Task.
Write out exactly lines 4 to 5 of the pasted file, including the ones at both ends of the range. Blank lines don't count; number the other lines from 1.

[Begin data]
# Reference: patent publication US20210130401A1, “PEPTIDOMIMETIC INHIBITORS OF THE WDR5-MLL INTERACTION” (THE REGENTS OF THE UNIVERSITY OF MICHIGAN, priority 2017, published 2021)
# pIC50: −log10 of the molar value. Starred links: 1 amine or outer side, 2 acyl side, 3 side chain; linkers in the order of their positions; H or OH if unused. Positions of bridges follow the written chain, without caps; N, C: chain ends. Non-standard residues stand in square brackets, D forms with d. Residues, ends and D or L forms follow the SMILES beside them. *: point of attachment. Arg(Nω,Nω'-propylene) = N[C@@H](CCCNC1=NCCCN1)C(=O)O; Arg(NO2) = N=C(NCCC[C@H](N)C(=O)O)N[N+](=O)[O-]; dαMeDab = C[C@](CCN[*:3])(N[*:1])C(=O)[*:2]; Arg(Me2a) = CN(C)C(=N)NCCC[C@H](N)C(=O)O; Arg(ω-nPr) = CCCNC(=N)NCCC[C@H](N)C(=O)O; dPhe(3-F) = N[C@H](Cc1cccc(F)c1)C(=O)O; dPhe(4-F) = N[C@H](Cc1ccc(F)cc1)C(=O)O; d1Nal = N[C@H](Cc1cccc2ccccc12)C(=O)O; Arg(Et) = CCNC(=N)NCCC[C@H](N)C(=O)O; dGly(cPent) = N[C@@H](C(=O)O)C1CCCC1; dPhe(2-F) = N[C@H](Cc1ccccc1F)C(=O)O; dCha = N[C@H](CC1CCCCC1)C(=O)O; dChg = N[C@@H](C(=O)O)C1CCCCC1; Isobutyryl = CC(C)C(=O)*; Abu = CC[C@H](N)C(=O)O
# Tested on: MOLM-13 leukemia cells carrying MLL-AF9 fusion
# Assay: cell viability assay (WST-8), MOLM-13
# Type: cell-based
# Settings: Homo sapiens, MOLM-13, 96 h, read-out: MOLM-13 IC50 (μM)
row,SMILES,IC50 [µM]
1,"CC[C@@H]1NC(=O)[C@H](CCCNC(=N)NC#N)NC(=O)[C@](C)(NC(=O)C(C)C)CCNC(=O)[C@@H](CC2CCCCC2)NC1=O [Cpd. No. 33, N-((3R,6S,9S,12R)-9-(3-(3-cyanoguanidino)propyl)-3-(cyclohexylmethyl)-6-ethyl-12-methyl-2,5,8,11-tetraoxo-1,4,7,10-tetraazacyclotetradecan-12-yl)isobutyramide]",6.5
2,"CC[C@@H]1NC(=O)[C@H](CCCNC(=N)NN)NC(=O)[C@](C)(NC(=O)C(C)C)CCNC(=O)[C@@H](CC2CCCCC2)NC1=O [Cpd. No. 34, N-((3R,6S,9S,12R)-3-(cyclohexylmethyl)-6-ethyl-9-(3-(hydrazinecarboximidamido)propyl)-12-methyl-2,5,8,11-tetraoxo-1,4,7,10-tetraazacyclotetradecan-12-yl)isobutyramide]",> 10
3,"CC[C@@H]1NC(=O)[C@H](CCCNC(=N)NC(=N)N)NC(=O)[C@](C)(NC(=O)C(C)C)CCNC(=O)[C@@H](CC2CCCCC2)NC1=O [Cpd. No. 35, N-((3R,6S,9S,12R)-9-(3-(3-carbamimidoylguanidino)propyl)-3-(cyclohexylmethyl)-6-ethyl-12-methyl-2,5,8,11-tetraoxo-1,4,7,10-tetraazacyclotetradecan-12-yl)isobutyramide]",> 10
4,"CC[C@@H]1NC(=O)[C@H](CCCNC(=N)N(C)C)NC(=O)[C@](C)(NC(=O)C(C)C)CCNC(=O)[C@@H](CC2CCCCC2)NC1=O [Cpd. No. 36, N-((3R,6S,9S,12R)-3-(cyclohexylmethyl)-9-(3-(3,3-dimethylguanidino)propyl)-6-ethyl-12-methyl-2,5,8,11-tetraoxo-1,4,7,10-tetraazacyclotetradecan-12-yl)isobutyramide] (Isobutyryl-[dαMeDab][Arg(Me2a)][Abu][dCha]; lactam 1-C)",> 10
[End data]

# Assay: cell viability assay (WST-8), MOLM-13
# Type: cell-based